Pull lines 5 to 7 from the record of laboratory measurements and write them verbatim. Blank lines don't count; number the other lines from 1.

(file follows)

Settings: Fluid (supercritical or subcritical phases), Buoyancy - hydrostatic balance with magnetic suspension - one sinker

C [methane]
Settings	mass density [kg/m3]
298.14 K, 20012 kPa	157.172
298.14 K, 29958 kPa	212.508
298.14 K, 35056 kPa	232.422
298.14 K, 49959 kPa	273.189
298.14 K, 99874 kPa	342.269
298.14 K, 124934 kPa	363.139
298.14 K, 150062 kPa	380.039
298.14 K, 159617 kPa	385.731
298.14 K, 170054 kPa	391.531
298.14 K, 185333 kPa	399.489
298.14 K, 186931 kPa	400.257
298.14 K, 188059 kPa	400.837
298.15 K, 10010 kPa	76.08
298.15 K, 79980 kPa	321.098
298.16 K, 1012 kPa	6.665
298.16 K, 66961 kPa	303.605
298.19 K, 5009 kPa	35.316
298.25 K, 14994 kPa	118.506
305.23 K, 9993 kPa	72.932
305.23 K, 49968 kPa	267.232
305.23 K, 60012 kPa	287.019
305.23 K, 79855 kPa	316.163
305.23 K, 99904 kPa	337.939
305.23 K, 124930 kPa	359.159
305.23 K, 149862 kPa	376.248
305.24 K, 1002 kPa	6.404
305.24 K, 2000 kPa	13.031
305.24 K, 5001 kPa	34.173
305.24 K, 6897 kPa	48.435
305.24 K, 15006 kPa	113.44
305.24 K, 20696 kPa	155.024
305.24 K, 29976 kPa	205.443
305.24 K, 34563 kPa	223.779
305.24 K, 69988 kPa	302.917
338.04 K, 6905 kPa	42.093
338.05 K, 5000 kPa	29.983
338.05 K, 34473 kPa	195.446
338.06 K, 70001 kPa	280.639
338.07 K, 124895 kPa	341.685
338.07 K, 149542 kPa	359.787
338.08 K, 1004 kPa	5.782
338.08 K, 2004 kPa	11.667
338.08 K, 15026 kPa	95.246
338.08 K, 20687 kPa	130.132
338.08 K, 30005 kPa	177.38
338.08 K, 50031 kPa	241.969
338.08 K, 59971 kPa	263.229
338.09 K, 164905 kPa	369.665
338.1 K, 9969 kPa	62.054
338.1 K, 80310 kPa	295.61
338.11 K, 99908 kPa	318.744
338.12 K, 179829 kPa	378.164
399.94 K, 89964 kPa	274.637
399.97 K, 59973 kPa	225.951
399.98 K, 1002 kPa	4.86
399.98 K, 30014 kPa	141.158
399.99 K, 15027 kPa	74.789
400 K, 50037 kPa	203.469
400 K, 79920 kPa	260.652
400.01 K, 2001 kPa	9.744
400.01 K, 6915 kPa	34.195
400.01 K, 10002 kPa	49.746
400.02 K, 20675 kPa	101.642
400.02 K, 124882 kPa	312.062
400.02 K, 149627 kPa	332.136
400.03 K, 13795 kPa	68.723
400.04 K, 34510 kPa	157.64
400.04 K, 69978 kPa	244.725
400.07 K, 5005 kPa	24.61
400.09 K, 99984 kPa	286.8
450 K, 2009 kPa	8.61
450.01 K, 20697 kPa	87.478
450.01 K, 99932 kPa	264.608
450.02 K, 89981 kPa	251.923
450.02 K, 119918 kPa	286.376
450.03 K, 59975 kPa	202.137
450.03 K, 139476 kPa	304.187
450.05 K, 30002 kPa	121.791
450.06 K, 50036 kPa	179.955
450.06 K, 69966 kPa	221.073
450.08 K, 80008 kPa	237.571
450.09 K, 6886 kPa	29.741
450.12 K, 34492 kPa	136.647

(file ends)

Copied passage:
298.14 K, 29958 kPa	212.508
298.14 K, 35056 kPa	232.422
298.14 K, 49959 kPa	273.189